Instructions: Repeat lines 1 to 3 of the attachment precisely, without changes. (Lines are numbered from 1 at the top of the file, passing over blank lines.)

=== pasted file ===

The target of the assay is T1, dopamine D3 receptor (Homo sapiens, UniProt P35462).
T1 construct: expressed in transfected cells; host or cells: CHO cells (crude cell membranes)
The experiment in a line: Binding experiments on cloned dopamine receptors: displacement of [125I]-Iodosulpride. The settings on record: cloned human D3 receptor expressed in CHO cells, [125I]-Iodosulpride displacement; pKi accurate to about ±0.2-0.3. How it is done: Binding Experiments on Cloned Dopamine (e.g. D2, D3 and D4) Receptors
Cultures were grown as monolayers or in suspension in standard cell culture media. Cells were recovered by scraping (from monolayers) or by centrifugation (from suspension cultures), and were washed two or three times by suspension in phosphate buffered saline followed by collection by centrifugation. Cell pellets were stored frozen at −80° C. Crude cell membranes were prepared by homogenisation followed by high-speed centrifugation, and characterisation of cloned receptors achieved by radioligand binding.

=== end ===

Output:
The target of the assay is T1, dopamine D3 receptor (Homo sapiens, UniProt P35462).
T1 construct: expressed in transfected cells; host or cells: CHO cells (crude cell membranes)
The experiment in a line: Binding experiments on cloned dopamine receptors: displacement of [125I]-Iodosulpride. The settings on record: cloned human D3 receptor expressed in CHO cells, [125I]-Iodosulpride displacement; pKi accurate to about ±0.2-0.3. How it is done: Binding Experiments on Cloned Dopamine (e.g. D2, D3 and D4) Receptors